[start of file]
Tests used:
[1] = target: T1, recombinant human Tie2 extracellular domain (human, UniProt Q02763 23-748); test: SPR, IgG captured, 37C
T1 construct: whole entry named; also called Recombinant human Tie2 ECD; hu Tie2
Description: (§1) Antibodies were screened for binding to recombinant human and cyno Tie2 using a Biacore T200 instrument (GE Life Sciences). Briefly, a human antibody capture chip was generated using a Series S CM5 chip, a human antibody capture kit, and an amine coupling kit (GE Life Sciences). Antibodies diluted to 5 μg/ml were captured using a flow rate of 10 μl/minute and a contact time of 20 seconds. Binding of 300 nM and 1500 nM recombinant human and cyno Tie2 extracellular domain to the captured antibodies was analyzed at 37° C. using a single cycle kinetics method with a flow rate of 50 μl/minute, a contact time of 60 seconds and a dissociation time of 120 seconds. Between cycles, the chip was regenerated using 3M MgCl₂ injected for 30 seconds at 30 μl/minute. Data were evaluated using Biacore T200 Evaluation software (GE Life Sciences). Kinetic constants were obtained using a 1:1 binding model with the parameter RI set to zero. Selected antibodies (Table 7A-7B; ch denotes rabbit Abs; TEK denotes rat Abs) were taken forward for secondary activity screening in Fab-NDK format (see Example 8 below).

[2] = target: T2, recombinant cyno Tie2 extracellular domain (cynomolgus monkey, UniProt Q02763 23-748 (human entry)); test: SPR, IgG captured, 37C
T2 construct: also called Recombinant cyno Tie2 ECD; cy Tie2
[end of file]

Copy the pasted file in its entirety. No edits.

Tests used:
[1] = target: T1, recombinant human Tie2 extracellular domain (human, UniProt Q02763 23-748); test: SPR, IgG captured, 37C
T1 construct: whole entry named; also called Recombinant human Tie2 ECD; hu Tie2
Description: (§1) Antibodies were screened for binding to recombinant human and cyno Tie2 using a Biacore T200 instrument (GE Life Sciences). Briefly, a human antibody capture chip was generated using a Series S CM5 chip, a human antibody capture kit, and an amine coupling kit (GE Life Sciences). Antibodies diluted to 5 μg/ml were captured using a flow rate of 10 μl/minute and a contact time of 20 seconds. Binding of 300 nM and 1500 nM recombinant human and cyno Tie2 extracellular domain to the captured antibodies was analyzed at 37° C. using a single cycle kinetics method with a flow rate of 50 μl/minute, a contact time of 60 seconds and a dissociation time of 120 seconds. Between cycles, the chip was regenerated using 3M MgCl₂ injected for 30 seconds at 30 μl/minute. Data were evaluated using Biacore T200 Evaluation software (GE Life Sciences). Kinetic constants were obtained using a 1:1 binding model with the parameter RI set to zero. Selected antibodies (Table 7A-7B; ch denotes rabbit Abs; TEK denotes rat Abs) were taken forward for secondary activity screening in Fab-NDK format (see Example 8 below).

[2] = target: T2, recombinant cyno Tie2 extracellular domain (cynomolgus monkey, UniProt Q02763 23-748 (human entry)); test: SPR, IgG captured, 37C
T2 construct: also called Recombinant cyno Tie2 ECD; cy Tie2